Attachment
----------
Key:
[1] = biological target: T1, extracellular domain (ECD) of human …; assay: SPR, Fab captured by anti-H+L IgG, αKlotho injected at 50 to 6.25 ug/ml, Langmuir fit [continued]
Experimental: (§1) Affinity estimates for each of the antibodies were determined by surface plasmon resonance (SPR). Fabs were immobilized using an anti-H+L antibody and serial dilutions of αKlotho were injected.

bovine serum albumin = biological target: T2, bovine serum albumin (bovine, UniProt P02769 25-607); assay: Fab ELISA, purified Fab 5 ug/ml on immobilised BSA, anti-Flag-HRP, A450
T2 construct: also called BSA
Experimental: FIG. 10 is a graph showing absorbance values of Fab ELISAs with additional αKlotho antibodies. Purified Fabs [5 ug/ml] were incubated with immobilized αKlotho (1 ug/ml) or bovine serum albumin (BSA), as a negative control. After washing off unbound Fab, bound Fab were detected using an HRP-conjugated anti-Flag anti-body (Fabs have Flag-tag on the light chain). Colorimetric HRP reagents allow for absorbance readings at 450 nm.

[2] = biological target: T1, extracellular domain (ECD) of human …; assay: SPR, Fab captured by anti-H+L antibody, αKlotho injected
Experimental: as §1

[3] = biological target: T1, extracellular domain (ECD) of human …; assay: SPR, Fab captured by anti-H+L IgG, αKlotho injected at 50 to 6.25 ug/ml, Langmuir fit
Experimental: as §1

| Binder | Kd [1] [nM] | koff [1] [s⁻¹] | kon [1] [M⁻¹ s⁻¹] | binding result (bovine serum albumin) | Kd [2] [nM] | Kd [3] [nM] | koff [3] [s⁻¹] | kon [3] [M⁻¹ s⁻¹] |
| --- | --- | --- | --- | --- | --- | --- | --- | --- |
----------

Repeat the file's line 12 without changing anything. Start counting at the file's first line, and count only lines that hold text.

| --- | --- | --- | --- | --- | --- | --- | --- | --- |